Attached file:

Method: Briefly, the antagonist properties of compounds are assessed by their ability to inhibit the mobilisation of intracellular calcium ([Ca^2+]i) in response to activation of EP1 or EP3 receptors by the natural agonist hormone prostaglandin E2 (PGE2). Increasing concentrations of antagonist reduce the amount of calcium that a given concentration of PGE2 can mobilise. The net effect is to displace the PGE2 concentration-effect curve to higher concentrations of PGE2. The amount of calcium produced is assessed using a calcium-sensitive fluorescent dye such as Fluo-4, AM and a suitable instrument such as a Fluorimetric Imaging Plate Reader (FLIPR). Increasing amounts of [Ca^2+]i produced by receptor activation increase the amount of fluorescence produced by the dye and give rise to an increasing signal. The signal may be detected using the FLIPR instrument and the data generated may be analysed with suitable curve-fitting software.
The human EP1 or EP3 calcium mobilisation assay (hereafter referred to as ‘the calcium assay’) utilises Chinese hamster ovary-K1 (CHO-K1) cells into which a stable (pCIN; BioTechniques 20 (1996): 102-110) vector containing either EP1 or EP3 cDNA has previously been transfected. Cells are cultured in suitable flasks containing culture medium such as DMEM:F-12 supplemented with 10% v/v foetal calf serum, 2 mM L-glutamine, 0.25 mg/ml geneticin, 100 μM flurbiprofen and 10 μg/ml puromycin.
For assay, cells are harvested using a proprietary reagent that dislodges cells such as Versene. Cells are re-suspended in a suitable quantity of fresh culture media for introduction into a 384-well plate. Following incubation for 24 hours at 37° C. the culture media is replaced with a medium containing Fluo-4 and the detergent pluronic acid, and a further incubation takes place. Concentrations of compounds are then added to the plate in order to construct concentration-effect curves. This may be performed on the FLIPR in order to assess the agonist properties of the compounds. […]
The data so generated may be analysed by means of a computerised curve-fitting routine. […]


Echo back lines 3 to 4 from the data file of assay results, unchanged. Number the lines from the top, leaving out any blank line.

For assay, cells are harvested using a proprietary reagent that dislodges cells such as Versene. Cells are re-suspended in a suitable quantity of fresh culture media for introduction into a 384-well plate. Following incubation for 24 hours at 37° C. the culture media is replaced with a medium containing Fluo-4 and the detergent pluronic acid, and a further incubation takes place. Concentrations of compounds are then added to the plate in order to construct concentration-effect curves. This may be performed on the FLIPR in order to assess the agonist properties of the compounds. […]
The data so generated may be analysed by means of a computerised curve-fitting routine. […]